- The cost of building or renovating a home in Victoria has soared by nearly a quarter over the past two years.
- Homeowners and builders typically enter fixed price contracts, which don’t allow for increased material costs and can slash builder’s margins.
- A number of Victorian building companies have collapsed in the past week, leaving hundreds of customers in limbo.
The cost of building or renovating a home has soared by nearly a quarter over the past two years, and is set to climb further with residential builders inflating project costs to protect themselves as more construction firms go to the wall.
In December 2020, an average Victorian housing project cost $245,000, data collated by the Victorian Building Authority using building permits shows. A year later, it had jumped by 28 per cent, to $313,000. And a new analysis by the Housing Industry Association has found the cost of building work rose 22 per cent between May 2019 and May 2022.
Builder Mark Menegatti at a site in Brooklyn on Friday.Credit:Eddie Jim
“Builders are terrified of making a loss [so] they build in significant contingencies to make sure they are protected against future cost increases,” said Paul Viney, Victorian president of the Association of Consulting Architects. “They are pricing through the roof because of that fear.”
Homeowners and builders typically enter contracts with a price fixed on the day of signing – usually a requirement of lenders, and designed to protect consumers. The contract generally does not allow increases due to the rise and fall of materials and labour costs. But in recent months the cost of building materials has gone in one direction – up.
“One day you’re buying a piece of timber for $3. Two weeks later it’s $6,” said Mitcham-based builder Mark Menegatti. “It’s very hard to be able to actually lock yourself into a fixed cost.”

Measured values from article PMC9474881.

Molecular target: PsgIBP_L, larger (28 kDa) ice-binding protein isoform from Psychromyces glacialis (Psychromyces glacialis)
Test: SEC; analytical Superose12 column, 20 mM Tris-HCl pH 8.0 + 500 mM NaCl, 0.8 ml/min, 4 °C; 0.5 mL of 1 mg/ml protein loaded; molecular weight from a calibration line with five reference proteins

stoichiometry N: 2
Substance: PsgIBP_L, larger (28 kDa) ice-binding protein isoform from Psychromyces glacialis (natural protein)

After quoting for a commercial job in Fitzroy this week, Menegatti told the client he wanted a contract that allowed for cost increases. They refused. Menegatti’s company MRM Construction is running 14 jobs from small house renovations to commercial car parks, lift cutouts, decks, pergolas and driveways.
HIA senior economist Nick Ward said the Australian Bureau of Statistics had estimated material costs were up 15 per cent in the year to March quarter 2021, with an escalation of 18 per cent since coronavirus reached Australia in 2020.
A number of Victorian building companies have collapsed in the past week, leaving hundreds of customers in limbo. Langford Jones Homes closed on Tuesday owing creditors $10 million and with 65 houses unfinished.
That collapse came days after another Victorian builder, Snowdon Developments, went into voluntary administration leaving 550 homes unfinished.
On Friday another large private developer, CBD Developments, blamed government rent relief measures and the COVID-19 pandemic for the collapse of its six companies.
Credit reporting agency Creditor Watch predicted more bad news to come in the building sector.
“We’ve seen insolvency numbers start to creep up,” said chief executive Patrick Coghlan, though he noted insolvency numbers were still below 2019 levels.
After a COVID-inspired pause, banks and the Australian Tax Office have started issuing wind-up notices to struggling businesses, something not done since the pandemic hit.